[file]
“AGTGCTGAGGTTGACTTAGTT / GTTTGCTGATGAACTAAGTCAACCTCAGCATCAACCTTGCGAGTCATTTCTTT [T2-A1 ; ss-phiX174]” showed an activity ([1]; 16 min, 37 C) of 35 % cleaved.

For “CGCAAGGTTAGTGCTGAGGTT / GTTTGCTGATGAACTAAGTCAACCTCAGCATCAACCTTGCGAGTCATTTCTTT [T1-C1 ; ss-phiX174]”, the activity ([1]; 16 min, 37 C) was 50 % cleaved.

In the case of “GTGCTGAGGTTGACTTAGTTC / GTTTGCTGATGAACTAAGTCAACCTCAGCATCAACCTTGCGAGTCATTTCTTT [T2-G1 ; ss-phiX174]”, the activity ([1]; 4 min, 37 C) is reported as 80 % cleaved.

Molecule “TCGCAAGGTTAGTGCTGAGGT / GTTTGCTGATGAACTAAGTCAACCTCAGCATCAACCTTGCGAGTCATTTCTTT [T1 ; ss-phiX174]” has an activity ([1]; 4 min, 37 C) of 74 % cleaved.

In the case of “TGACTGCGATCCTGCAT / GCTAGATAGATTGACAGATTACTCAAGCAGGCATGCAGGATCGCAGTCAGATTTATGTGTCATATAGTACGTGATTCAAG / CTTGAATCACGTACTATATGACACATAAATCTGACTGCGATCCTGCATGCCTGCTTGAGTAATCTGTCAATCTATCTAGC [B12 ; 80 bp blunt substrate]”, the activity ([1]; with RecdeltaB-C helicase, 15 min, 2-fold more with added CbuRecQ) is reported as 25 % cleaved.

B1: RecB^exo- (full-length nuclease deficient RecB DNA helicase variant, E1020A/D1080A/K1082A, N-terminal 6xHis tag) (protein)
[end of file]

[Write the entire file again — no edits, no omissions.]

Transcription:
“AGTGCTGAGGTTGACTTAGTT / GTTTGCTGATGAACTAAGTCAACCTCAGCATCAACCTTGCGAGTCATTTCTTT [T2-A1 ; ss-phiX174]” showed an activity ([1]; 16 min, 37 C) of 35 % cleaved.

For “CGCAAGGTTAGTGCTGAGGTT / GTTTGCTGATGAACTAAGTCAACCTCAGCATCAACCTTGCGAGTCATTTCTTT [T1-C1 ; ss-phiX174]”, the activity ([1]; 16 min, 37 C) was 50 % cleaved.

In the case of “GTGCTGAGGTTGACTTAGTTC / GTTTGCTGATGAACTAAGTCAACCTCAGCATCAACCTTGCGAGTCATTTCTTT [T2-G1 ; ss-phiX174]”, the activity ([1]; 4 min, 37 C) is reported as 80 % cleaved.

Molecule “TCGCAAGGTTAGTGCTGAGGT / GTTTGCTGATGAACTAAGTCAACCTCAGCATCAACCTTGCGAGTCATTTCTTT [T1 ; ss-phiX174]” has an activity ([1]; 4 min, 37 C) of 74 % cleaved.

In the case of “TGACTGCGATCCTGCAT / GCTAGATAGATTGACAGATTACTCAAGCAGGCATGCAGGATCGCAGTCAGATTTATGTGTCATATAGTACGTGATTCAAG / CTTGAATCACGTACTATATGACACATAAATCTGACTGCGATCCTGCATGCCTGCTTGAGTAATCTGTCAATCTATCTAGC [B12 ; 80 bp blunt substrate]”, the activity ([1]; with RecdeltaB-C helicase, 15 min, 2-fold more with added CbuRecQ) is reported as 25 % cleaved.

B1: RecB^exo- (full-length nuclease deficient RecB DNA helicase variant, E1020A/D1080A/K1082A, N-terminal 6xHis tag) (protein)